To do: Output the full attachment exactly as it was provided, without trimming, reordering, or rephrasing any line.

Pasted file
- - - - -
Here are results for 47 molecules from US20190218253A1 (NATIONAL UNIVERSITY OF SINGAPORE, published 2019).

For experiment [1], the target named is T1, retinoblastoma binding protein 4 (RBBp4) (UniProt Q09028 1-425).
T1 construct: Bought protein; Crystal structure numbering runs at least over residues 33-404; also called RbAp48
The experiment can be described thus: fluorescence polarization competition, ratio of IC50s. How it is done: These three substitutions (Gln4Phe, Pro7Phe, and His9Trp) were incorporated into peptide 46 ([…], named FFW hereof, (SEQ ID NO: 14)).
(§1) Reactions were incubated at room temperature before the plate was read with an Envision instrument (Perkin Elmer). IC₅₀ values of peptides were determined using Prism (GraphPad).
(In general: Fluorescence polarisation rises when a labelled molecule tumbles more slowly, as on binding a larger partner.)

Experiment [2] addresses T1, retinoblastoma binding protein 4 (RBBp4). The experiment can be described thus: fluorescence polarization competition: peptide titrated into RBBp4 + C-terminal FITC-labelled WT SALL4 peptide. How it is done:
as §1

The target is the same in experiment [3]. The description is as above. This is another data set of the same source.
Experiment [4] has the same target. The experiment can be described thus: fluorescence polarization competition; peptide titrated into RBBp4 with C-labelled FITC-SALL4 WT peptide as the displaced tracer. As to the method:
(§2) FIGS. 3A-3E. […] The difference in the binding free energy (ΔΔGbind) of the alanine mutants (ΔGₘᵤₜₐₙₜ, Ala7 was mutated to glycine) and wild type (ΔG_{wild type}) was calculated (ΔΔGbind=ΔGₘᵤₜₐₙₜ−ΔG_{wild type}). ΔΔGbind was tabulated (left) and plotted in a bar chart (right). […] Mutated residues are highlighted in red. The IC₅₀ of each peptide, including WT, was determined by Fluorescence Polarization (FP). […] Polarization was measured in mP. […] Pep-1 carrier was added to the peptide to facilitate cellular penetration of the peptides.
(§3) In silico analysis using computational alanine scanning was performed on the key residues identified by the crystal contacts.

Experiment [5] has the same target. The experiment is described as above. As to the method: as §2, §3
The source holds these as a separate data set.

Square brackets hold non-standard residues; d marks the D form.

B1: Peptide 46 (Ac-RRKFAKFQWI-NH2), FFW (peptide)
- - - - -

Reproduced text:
Here are results for 47 molecules from US20190218253A1 (NATIONAL UNIVERSITY OF SINGAPORE, published 2019).

For experiment [1], the target named is T1, retinoblastoma binding protein 4 (RBBp4) (UniProt Q09028 1-425).
T1 construct: Bought protein; Crystal structure numbering runs at least over residues 33-404; also called RbAp48
The experiment can be described thus: fluorescence polarization competition, ratio of IC50s. How it is done: These three substitutions (Gln4Phe, Pro7Phe, and His9Trp) were incorporated into peptide 46 ([…], named FFW hereof, (SEQ ID NO: 14)).
(§1) Reactions were incubated at room temperature before the plate was read with an Envision instrument (Perkin Elmer). IC₅₀ values of peptides were determined using Prism (GraphPad).
(In general: Fluorescence polarisation rises when a labelled molecule tumbles more slowly, as on binding a larger partner.)

Experiment [2] addresses T1, retinoblastoma binding protein 4 (RBBp4). The experiment can be described thus: fluorescence polarization competition: peptide titrated into RBBp4 + C-terminal FITC-labelled WT SALL4 peptide. How it is done:
as §1

The target is the same in experiment [3]. The description is as above. This is another data set of the same source.
Experiment [4] has the same target. The experiment can be described thus: fluorescence polarization competition; peptide titrated into RBBp4 with C-labelled FITC-SALL4 WT peptide as the displaced tracer. As to the method:
(§2) FIGS. 3A-3E. […] The difference in the binding free energy (ΔΔGbind) of the alanine mutants (ΔGₘᵤₜₐₙₜ, Ala7 was mutated to glycine) and wild type (ΔG_{wild type}) was calculated (ΔΔGbind=ΔGₘᵤₜₐₙₜ−ΔG_{wild type}). ΔΔGbind was tabulated (left) and plotted in a bar chart (right). […] Mutated residues are highlighted in red. The IC₅₀ of each peptide, including WT, was determined by Fluorescence Polarization (FP). […] Polarization was measured in mP. […] Pep-1 carrier was added to the peptide to facilitate cellular penetration of the peptides.
(§3) In silico analysis using computational alanine scanning was performed on the key residues identified by the crystal contacts.

Experiment [5] has the same target. The experiment is described as above. As to the method: as §2, §3
The source holds these as a separate data set.

Square brackets hold non-standard residues; d marks the D form.

B1: Peptide 46 (Ac-RRKFAKFQWI-NH2), FFW (peptide)